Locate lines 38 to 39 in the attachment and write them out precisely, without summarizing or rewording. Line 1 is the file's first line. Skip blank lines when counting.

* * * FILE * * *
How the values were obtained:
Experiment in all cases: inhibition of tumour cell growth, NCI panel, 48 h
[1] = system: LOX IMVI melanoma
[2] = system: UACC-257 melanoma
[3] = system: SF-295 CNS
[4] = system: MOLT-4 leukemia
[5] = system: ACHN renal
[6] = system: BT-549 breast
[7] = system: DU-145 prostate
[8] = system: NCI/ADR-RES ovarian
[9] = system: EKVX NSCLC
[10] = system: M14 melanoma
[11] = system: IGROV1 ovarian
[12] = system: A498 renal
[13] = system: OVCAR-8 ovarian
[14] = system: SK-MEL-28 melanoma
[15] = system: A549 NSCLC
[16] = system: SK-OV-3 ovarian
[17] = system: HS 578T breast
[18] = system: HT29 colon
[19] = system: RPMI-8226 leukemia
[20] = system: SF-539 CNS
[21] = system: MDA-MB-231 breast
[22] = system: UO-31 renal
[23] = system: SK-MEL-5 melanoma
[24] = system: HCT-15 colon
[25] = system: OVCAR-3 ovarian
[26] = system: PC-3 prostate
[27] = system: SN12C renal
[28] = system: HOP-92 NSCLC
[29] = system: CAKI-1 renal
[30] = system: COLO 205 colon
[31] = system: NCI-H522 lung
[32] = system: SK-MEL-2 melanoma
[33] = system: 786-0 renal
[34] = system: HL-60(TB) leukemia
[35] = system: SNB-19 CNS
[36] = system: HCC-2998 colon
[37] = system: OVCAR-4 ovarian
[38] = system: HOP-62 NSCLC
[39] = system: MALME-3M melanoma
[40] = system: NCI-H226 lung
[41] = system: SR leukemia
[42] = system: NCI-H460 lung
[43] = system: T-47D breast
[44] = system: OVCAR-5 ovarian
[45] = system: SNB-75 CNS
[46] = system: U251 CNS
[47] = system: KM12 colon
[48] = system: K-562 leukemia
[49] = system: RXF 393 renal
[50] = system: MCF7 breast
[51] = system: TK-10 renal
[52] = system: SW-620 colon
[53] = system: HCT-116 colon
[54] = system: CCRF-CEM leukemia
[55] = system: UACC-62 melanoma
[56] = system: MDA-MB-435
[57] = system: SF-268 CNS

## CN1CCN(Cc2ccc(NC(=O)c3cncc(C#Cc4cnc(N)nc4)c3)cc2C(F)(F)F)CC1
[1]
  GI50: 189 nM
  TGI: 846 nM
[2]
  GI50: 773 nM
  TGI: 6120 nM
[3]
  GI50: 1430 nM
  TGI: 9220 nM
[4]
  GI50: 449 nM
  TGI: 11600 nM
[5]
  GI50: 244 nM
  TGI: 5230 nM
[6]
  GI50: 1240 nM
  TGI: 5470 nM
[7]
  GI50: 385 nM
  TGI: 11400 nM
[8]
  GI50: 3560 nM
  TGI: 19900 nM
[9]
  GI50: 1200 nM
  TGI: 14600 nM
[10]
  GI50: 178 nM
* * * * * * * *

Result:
[36] = system: HCC-2998 colon
[37] = system: OVCAR-4 ovarian